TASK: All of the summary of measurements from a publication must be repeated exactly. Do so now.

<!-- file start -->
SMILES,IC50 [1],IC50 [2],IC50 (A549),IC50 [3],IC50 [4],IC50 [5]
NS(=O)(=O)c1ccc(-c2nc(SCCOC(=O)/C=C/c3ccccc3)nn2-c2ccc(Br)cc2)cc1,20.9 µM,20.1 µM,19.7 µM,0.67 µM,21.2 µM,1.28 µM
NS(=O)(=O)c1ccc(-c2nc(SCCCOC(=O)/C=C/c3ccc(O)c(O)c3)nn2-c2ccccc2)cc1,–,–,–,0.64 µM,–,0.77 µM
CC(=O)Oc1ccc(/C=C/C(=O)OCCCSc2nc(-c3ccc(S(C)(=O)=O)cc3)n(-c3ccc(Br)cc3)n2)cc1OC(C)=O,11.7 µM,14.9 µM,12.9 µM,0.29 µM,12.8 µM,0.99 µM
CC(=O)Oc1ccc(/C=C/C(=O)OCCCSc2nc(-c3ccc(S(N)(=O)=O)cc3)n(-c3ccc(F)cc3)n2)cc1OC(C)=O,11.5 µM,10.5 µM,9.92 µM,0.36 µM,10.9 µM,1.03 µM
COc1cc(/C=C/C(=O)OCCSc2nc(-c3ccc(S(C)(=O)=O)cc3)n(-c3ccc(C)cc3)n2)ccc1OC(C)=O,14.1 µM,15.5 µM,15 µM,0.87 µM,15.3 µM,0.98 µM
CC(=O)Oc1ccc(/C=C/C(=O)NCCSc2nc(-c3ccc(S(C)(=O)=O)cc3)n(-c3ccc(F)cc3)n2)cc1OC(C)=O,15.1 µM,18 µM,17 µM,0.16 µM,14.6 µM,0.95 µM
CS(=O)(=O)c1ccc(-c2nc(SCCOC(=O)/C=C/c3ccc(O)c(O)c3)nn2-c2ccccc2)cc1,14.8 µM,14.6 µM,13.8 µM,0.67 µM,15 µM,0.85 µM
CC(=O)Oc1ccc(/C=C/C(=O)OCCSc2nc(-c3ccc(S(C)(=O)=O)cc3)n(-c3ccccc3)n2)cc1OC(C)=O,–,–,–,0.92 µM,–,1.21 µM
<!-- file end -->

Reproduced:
SMILES,IC50 [1],IC50 [2],IC50 (A549),IC50 [3],IC50 [4],IC50 [5]
NS(=O)(=O)c1ccc(-c2nc(SCCOC(=O)/C=C/c3ccccc3)nn2-c2ccc(Br)cc2)cc1,20.9 µM,20.1 µM,19.7 µM,0.67 µM,21.2 µM,1.28 µM
NS(=O)(=O)c1ccc(-c2nc(SCCCOC(=O)/C=C/c3ccc(O)c(O)c3)nn2-c2ccccc2)cc1,–,–,–,0.64 µM,–,0.77 µM
CC(=O)Oc1ccc(/C=C/C(=O)OCCCSc2nc(-c3ccc(S(C)(=O)=O)cc3)n(-c3ccc(Br)cc3)n2)cc1OC(C)=O,11.7 µM,14.9 µM,12.9 µM,0.29 µM,12.8 µM,0.99 µM
CC(=O)Oc1ccc(/C=C/C(=O)OCCCSc2nc(-c3ccc(S(N)(=O)=O)cc3)n(-c3ccc(F)cc3)n2)cc1OC(C)=O,11.5 µM,10.5 µM,9.92 µM,0.36 µM,10.9 µM,1.03 µM
COc1cc(/C=C/C(=O)OCCSc2nc(-c3ccc(S(C)(=O)=O)cc3)n(-c3ccc(C)cc3)n2)ccc1OC(C)=O,14.1 µM,15.5 µM,15 µM,0.87 µM,15.3 µM,0.98 µM
CC(=O)Oc1ccc(/C=C/C(=O)NCCSc2nc(-c3ccc(S(C)(=O)=O)cc3)n(-c3ccc(F)cc3)n2)cc1OC(C)=O,15.1 µM,18 µM,17 µM,0.16 µM,14.6 µM,0.95 µM
CS(=O)(=O)c1ccc(-c2nc(SCCOC(=O)/C=C/c3ccc(O)c(O)c3)nn2-c2ccccc2)cc1,14.8 µM,14.6 µM,13.8 µM,0.67 µM,15 µM,0.85 µM
CC(=O)Oc1ccc(/C=C/C(=O)OCCSc2nc(-c3ccc(S(C)(=O)=O)cc3)n(-c3ccccc3)n2)cc1OC(C)=O,–,–,–,0.92 µM,–,1.21 µM